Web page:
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I've bought hot dog moulds. I've been after them for a while and saw them advertised on Ebay. There are lots of very small moulds for madeleines and the like, but very few that are large enough for hot dogs.
Here are the ones I've bought.....
Each mould is 13 x 5 x (cms) and there are 12 to a tray. The overall tray measures 46 x 30 (cms). It's just the right size to sit in my large baking tray to add a little support and keep things tidy.
They are also perforated (like a baguette mould) to allow the heat to circulate and to ensure a soft yet perfectly-formed bottom!
The next question is what about a recipe?
Now there's a good deal of choice here on BreadClub20
. and you'll probably have your own go-to and favourite as well.
But, for those looking for a little guidance....let me point you in a direction or three.....
Remember....the shaping is up to you. What will make a round roll will also make an elongated hot dog roll.
For a very light and fluffy soft sandwich roll recipe, try this:
Alternatively, you could try my original hot dog roll recipe?
Or, what about a more robust multi-grain roll recipe?
But, you may ask, "What are you using for your recipe?"
Well, in the fridge at the moment is a large bowl of discarded sourdough starter. I made it three or four days ago and I had too much. So, I popped it into a bowl, covered ir and left it to chill, literally.
So, I'm using a recipe for a light and fluffy bread made with sourdough discard.
I should add that I'm not a fan of sweet bread or egg-enriched bread. If you would prefer this type of dough, there are plenty of brioche-stye recipes out there. To me, bread is not cake!
I'm after a hot dog roll that is naturally light and fluffy but will retain the integrity for a hot, hot dog sausage, onions, tomato ketchup and mustard without falling to bits and being a nuisance to eat.
This recipe is ideal.
INGREDIENTS (for 12 hotdog rolls)
100 gms of unfed sourdough starter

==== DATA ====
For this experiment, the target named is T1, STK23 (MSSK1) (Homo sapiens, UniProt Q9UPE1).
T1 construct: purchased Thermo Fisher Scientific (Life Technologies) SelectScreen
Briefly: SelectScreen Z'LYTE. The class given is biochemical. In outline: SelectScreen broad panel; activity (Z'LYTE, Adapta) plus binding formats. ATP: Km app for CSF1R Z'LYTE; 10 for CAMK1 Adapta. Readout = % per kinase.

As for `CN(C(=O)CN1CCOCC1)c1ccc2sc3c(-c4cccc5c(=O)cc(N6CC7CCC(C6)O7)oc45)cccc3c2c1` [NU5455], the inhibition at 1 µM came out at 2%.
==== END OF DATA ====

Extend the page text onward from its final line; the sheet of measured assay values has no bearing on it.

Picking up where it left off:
500 gms of strong bread flour
250 mls of filtered water
10 gms sea salt
1 tablespoon of demerara sugar
50 gms unsalted butter
7 gms yeast
I'm also adding 1 tablespoon of chia seeds. These are optional, you can add different / more seeds or don't bother at all.
I'm also using the discard from my 1898 starter - it's yellow and creamy....I'm expecting it to add to the lightness of the finished loaf. However, any sourdough discard would be perfect as an alternative.
Using a bread machine
Add the flour, discard and the salt to the pan and cover with the liquid. Leave to autolyse for fifteen minutes. Add the remainder of the ingredients and choose a Basic Dough programme (2hrs 20 minutes). Then proceed to the next stage.
Mixing by hand
If you're mixing by hand or using a stand mixer, add the softened butter and the salt to the flour and mix thoroughly. Then add the remainder of the dry ingredients (except the yeast). Slowly add the liquid, the discard and then the yeast until you have a sticky mix. Turn the mix out onto a floured board and knead until you have a silky and pliable dough. (There are 'Help' videos and articles in the 'Useful Web and YouTube links' on the left hand side of this page). Place the dough in an oiled bowl and cover. Leave for an hour somewhere warm until the dough has doubled in size.
Next step...liberally flour the moulds....I use rice flour as it helps to create a very non-stick environment.
The mix produces 960 gms : 12 x 80 gms rolls...so divide the dough up into 12 equal portions.
|960 gms or 12 x 50 gm rolls|
Carefully mould them into the torpedo shape and place in the moulds.
Cover and leave them to prove for about 30 minutes.
Pre-heat the oven to 190⁰C and bake for 20 minutes until golden brown and hollow-sounding when tapped on the underneath
They're not the longest hot dog rolls in the world....at 12 cms - 13 cms but, then again, you can eat more of them, can't you?
Cool them on a wire rack and then eat or freeze them....they keep wonderfully.
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